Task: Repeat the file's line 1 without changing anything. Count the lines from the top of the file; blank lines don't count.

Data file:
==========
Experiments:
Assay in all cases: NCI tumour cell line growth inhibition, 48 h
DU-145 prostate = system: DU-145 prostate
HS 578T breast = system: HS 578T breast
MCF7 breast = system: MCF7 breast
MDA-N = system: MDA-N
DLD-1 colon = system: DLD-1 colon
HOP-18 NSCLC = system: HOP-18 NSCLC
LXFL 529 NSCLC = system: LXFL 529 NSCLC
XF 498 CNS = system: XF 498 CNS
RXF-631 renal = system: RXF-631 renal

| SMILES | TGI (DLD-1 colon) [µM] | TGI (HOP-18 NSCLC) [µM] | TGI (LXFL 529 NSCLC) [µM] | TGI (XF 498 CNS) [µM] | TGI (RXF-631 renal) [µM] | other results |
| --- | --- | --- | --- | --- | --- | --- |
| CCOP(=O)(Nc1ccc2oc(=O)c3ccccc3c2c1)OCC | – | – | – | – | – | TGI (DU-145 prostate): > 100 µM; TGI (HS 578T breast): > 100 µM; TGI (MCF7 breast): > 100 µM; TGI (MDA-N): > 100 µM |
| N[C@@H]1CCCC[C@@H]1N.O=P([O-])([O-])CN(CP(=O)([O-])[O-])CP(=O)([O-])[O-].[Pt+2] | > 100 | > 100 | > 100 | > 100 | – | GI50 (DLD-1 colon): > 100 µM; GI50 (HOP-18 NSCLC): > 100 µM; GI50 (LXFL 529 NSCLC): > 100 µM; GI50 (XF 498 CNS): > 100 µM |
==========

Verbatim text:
Experiments: